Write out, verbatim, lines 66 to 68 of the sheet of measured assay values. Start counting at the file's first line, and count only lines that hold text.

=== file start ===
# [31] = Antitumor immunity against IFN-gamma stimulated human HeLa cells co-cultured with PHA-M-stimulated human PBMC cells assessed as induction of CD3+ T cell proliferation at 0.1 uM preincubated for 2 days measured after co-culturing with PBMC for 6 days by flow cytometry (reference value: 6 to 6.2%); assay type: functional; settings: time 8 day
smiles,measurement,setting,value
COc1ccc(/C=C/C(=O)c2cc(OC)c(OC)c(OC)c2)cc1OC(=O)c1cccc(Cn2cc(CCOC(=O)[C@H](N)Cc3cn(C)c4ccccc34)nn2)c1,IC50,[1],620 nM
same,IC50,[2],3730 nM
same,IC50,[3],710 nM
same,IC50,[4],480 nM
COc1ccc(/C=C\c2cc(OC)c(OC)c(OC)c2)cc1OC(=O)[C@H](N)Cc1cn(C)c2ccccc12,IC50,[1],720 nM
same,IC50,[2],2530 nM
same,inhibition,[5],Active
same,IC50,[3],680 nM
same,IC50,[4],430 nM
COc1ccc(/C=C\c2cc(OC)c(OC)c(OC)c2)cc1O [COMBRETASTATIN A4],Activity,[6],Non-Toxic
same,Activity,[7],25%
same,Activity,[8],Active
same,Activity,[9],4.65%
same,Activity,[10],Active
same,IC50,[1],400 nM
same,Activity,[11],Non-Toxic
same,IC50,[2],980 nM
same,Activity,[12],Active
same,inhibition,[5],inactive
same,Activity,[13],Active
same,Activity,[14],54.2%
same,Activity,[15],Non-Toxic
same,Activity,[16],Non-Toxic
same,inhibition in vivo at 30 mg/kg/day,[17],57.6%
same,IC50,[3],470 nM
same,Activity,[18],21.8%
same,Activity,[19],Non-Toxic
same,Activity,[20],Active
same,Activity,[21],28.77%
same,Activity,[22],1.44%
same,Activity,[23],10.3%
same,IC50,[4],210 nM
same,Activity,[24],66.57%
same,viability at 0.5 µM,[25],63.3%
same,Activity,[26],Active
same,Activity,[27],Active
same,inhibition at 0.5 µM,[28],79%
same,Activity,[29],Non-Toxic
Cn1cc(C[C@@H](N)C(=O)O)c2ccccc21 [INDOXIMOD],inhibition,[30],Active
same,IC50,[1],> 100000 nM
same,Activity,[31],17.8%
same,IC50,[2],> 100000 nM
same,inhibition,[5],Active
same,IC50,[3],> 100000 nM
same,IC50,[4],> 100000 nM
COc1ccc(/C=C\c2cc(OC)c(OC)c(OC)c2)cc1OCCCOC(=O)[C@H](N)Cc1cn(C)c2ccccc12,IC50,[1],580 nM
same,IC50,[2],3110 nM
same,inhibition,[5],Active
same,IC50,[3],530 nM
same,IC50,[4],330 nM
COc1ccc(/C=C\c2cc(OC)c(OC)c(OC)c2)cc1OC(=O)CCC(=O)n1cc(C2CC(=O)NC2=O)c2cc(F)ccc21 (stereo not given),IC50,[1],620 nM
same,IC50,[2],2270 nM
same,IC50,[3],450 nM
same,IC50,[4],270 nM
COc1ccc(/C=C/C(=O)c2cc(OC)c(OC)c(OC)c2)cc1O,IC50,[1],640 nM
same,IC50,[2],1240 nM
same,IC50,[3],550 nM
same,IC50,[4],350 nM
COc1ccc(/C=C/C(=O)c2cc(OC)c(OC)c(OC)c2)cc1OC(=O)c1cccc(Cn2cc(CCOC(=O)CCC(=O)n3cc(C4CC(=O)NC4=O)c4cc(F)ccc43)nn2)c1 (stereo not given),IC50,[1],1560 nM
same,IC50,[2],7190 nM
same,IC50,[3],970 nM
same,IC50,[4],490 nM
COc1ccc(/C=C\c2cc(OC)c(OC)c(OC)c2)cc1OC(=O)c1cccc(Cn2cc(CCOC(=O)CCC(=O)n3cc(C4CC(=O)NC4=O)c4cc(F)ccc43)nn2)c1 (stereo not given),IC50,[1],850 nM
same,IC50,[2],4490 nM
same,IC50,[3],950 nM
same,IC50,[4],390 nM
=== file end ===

same,IC50,[2],4490 nM
same,IC50,[3],950 nM
same,IC50,[4],390 nM